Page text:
After years of flat or declining international enrolment, New Zealand began to turn the corner in 2013. More specifically, after a tough start to the year – which saw January to April enrolment fall off by 5% compared to the same period in 2012 – the country began to make some modest gains with foreign student numbers increasing 4% from May to August and another 2% from September to December.
And now, as 2014 draws to a close, those promising indicators from last year are looking more and more like the start of a longer-term trend.
While detailed statistics for the full year are not yet available, the January to April international enrolment figures have been published and they show an increase of 8% over the same period for 2013.
Separately, Immigration New Zealand’s reporting on student visas issued show that the country issued 19% more student visas year-to-date through November as compared to the same period in 2013.
Both trends bode well for New Zealand’s stated ambition to double the economic impact of its international education sector from NZ$2.6 billion today to NZ$5 billion by 2025. Education New Zealand has estimated that the sector will need to grow by an average of 5% per year in order to reach that 2025 target. If that’s the case, then the growth projected for 2014 will be a great step towards the country’s strategic enrolment and economic impact goals.
The Immigration New Zealand (INZ) data provides a valuable window on enrolment trends in the country, especially as it is very timely, with only about a one-month lag between the point at which a visa is issued and the point at which INZ publishes its visa counts.
However, there are a couple of important cautions that accompany the immigration statistics, most notably the following:
- The INZ student visa figures do not reflect students arriving in New Zealand for shorter-term studies – of three months or less – and so enrolment in English language programmes (and some other private training programmes) will tend to be understated in immigration reporting.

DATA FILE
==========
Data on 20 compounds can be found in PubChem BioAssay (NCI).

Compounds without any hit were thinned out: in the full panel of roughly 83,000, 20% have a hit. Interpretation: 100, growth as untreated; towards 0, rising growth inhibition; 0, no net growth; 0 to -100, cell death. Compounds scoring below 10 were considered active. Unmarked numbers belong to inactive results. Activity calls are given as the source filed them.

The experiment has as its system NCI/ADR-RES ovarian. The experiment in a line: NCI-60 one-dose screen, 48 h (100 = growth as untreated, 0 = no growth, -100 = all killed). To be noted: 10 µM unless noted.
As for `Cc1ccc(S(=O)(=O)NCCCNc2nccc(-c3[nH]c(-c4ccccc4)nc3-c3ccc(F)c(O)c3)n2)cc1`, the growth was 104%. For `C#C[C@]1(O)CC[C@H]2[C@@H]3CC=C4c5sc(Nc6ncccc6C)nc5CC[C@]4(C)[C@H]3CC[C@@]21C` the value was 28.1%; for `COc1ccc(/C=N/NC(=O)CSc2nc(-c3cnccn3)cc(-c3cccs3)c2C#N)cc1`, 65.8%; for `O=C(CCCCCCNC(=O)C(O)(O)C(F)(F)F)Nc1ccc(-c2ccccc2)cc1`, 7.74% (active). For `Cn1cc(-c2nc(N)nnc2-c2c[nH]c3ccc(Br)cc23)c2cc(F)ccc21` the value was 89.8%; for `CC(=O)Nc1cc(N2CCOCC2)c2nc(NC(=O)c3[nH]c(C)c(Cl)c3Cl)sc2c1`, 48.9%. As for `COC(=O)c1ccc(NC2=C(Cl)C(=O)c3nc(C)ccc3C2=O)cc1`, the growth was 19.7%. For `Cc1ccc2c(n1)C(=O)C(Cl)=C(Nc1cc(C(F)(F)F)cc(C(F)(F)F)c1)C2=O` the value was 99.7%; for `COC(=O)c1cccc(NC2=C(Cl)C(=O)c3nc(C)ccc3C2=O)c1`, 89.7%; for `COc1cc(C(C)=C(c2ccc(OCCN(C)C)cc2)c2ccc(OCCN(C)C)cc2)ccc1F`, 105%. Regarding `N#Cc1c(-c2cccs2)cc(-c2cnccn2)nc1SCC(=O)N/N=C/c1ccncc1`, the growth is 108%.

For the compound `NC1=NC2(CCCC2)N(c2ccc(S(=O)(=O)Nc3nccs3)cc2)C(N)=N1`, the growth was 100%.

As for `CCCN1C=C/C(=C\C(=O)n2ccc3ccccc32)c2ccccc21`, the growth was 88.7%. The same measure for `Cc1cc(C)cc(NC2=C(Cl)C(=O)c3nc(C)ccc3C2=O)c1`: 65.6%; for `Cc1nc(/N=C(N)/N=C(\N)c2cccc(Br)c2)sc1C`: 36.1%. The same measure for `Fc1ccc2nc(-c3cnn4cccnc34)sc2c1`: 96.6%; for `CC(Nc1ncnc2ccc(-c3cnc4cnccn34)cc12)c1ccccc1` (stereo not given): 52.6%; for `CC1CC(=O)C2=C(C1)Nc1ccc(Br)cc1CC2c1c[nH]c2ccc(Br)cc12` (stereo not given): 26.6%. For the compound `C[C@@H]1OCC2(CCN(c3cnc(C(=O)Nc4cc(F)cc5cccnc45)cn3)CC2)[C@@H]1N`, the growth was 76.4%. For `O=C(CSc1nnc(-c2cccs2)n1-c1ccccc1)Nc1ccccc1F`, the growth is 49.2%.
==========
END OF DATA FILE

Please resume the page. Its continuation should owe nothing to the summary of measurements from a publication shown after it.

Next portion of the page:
- Issuance of student visas does not correlate precisely to enrolment as there may be a lag of some months between the point at which a student receives a visa and the point at which s/he arrives in New Zealand to begin studying. Conversely, returning students may conclude, abandon, or interrupt their studies during the term of a renewed visa and any such withdrawals will create a further discrepancy between total visa numbers and actual enrolment.
With those constraints firmly in mind, Education New Zealand draws on the INZ data to report the following highlights for the first 11 months of 2014.
- The total number of student visas approved was up by nearly 20% year-to-date (YTD) for a total of 13,896 more visas issued compared to the same period for 2013.
- India has proven to be a major growth driver for New Zealand with 78% more student visas issued YTD in 2014, and a 122% bump in first-time student visas for Indian students.
- Enrolment from ASEAN markets and Latin America were up sharply as well, 13% and 50% respectively.
- As of July 2014, enrolment from India and Latin America had already exceeded the student visas issued for each in 2013.
In an interesting departure from last year’s trend for the private training establishment (PTE) sector – where enrolment was essentially flat overall in 2013 – visas issued to foreign students enrolled at PTEs are up sharply at 84% YTD.